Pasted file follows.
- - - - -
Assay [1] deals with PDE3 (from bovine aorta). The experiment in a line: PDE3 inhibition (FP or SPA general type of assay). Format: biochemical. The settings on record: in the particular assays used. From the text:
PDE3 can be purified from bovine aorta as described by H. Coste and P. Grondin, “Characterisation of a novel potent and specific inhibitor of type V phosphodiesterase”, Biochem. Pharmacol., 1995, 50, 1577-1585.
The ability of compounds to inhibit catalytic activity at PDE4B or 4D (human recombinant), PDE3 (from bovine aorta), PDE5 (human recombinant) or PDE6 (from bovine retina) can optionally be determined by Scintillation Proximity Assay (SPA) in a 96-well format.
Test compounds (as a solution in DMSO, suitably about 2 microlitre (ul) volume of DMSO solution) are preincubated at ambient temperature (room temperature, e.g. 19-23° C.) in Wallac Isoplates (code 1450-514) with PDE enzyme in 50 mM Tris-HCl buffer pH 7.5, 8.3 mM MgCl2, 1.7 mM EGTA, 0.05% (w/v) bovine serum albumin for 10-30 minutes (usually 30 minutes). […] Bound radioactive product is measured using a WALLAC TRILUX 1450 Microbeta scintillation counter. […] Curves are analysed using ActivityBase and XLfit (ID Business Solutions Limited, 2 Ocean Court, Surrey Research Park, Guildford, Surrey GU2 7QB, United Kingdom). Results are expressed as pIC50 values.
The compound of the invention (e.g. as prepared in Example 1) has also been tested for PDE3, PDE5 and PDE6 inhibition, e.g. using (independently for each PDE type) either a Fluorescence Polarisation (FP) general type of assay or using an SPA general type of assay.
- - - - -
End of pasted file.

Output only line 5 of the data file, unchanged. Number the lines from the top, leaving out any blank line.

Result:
The compound of the invention (e.g. as prepared in Example 1) has also been tested for PDE3, PDE5 and PDE6 inhibition, e.g. using (independently for each PDE type) either a Fluorescence Polarisation (FP) general type of assay or using an SPA general type of assay.